Ex-employee sentenced to death for killing 19 at centre for disabled
YOKOHAMA: A Japanese man was sentenced to death yesterday for the stabbing murders of 19 disabled people at a care home, in one of the country's worst mass killings.
Satoshi Uematsu never disputed his involvement in the grisly rampage, but his lawyers entered a plea of not guilty, arguing the 30-year-old was suffering from a "mental disorder" linked to his use of marijuana.
The court ruled that the former employee of the facility deserved no leniency over the 2016 attack, which sent shockwaves through Japan.
"The lives of 19 people were taken away. This is profoundly grave," Chief Judge Kiyoshi Aonuma told the court.
Uematsu planned the murders and had "an extreme intention to kill", he added.
Prosecutors had sought the death penalty - which is implemented by hanging - and argued that the defendant was capable of taking responsibility for the violence at the Tsukui Yamayuri-en centre, just outside Tokyo.
Uematsu was impassive as the verdict was announced, looking straight ahead at the judge as he was sentenced.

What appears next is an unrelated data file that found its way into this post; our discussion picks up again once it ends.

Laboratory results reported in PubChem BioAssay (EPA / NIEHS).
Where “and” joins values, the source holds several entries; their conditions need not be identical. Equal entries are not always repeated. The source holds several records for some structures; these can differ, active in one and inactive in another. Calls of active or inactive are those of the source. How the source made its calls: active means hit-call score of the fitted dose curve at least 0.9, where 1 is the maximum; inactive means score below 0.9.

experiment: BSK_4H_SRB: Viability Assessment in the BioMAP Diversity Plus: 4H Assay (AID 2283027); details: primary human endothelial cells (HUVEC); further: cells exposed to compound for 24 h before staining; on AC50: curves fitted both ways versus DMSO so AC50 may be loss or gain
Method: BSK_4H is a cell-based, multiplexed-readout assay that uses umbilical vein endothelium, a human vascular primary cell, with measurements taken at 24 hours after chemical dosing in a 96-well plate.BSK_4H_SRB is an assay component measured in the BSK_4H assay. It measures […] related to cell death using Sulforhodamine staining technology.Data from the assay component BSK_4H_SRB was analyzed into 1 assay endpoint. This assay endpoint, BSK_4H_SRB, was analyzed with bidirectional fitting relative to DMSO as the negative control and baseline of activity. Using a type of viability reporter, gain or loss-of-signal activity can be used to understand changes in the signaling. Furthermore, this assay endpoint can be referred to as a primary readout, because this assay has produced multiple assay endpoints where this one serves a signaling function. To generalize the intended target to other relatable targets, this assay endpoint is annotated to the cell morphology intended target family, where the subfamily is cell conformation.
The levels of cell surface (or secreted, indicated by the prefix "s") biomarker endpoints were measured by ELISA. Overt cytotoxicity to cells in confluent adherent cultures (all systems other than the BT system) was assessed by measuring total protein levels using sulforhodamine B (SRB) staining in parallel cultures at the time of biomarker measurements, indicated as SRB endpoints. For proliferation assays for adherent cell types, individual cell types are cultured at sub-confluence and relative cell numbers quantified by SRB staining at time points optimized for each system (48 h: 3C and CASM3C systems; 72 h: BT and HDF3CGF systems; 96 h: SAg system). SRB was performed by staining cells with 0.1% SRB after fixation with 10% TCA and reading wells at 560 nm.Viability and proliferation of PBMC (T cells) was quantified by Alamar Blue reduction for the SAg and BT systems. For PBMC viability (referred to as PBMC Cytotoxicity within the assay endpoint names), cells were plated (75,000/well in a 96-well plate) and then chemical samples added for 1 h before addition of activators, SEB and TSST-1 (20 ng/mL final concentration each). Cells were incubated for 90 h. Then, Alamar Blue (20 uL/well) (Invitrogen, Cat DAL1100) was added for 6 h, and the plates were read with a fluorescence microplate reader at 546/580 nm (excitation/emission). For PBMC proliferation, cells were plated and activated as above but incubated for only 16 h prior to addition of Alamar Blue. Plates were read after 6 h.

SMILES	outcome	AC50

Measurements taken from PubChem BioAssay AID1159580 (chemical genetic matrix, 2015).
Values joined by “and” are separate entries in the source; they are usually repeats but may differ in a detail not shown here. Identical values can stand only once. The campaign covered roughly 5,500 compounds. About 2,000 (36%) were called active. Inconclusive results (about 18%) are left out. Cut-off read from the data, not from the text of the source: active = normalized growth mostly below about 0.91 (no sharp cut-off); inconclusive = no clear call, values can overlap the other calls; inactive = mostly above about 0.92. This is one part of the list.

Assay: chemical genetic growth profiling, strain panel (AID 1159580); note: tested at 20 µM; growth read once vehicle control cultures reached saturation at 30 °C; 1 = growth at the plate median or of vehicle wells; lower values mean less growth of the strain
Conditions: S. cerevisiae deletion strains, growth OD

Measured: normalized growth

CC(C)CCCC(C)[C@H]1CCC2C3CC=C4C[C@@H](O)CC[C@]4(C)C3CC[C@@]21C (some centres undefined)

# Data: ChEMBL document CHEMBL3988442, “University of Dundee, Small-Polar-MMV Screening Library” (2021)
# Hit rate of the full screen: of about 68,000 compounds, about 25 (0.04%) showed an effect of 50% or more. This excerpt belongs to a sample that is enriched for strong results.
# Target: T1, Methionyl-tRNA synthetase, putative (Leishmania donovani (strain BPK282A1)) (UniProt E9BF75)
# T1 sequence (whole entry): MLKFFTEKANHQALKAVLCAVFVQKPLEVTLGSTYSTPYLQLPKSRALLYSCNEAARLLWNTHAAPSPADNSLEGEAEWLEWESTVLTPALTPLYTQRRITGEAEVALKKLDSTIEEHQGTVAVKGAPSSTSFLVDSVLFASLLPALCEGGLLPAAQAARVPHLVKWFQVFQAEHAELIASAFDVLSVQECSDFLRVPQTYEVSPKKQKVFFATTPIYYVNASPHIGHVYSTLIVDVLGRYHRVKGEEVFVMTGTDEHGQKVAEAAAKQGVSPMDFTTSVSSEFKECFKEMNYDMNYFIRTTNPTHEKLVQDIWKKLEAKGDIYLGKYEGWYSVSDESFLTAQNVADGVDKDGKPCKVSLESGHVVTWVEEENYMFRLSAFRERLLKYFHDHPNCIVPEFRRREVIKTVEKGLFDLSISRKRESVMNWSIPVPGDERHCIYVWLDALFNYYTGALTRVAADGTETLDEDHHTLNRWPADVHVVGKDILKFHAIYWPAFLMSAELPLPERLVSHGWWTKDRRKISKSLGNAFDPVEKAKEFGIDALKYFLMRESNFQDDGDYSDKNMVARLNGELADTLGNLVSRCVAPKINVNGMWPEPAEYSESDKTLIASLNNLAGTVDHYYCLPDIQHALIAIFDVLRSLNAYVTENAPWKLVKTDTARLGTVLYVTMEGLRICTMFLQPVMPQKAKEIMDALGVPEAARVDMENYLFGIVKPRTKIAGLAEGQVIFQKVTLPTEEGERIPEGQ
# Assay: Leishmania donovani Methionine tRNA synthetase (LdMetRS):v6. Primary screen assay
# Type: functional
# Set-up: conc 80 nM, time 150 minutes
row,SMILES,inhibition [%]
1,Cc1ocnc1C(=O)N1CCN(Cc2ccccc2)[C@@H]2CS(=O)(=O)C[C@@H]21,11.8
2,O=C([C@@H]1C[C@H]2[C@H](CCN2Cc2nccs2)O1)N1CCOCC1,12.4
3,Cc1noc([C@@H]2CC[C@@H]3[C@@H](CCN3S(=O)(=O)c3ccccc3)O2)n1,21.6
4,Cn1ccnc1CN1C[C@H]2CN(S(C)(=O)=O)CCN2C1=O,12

He wore a black suit with his hair in a long ponytail down to his waist and was flanked by six uniformed court officers wearing surgical masks.
Uematsu, who faced six charges including murder, reportedly said before the trial that he would not appeal any verdict, though he argued that he did not deserve the death penalty.
TURNED HIMSELF IN
He has reportedly said he wanted to eradicate all disabled people in the horrifying attack that also left 26 people wounded.
He turned himself in to police after the assault, carrying bloodied knives.
It later emerged that he had left his job at the home just months earlier and been forcibly hospitalised after telling colleagues he intended to kill disabled people at the centre.
But he was discharged after just 12 days when a doctor decided he was not a threat. He had also written a letter outlining plans to attack the home, claiming "disabled people only create unhappiness".
Among the few victims to be identified publicly was a 19-year-old woman, Miho, whose mother had said that Uematsu "didn't need a future".
"I hate you so much. I want to rip you apart. Even the most extreme penalty is light for you. I will never forgive you," she said before the verdict, according to broadcaster NHK. - AFP